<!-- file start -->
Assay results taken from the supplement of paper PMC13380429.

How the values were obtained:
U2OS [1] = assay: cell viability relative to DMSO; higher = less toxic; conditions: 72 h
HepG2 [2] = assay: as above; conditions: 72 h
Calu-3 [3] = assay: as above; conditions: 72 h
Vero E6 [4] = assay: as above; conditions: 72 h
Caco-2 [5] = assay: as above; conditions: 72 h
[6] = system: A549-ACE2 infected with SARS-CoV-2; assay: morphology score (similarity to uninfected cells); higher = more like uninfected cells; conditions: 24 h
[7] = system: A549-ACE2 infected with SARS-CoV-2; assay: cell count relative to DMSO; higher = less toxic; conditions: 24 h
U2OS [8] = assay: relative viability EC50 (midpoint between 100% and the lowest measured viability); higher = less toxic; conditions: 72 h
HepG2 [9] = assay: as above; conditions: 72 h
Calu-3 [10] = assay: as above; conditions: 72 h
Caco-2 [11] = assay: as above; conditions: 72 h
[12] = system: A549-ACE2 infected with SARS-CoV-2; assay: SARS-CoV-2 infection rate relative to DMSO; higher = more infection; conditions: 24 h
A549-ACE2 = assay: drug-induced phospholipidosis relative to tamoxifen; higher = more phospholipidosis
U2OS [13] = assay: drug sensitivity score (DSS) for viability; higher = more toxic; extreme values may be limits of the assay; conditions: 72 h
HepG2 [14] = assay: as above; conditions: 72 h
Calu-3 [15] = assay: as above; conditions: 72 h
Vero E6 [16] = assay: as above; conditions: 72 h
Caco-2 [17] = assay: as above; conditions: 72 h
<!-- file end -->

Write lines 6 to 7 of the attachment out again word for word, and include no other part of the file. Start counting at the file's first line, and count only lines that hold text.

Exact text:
Vero E6 [4] = assay: as above; conditions: 72 h
Caco-2 [5] = assay: as above; conditions: 72 h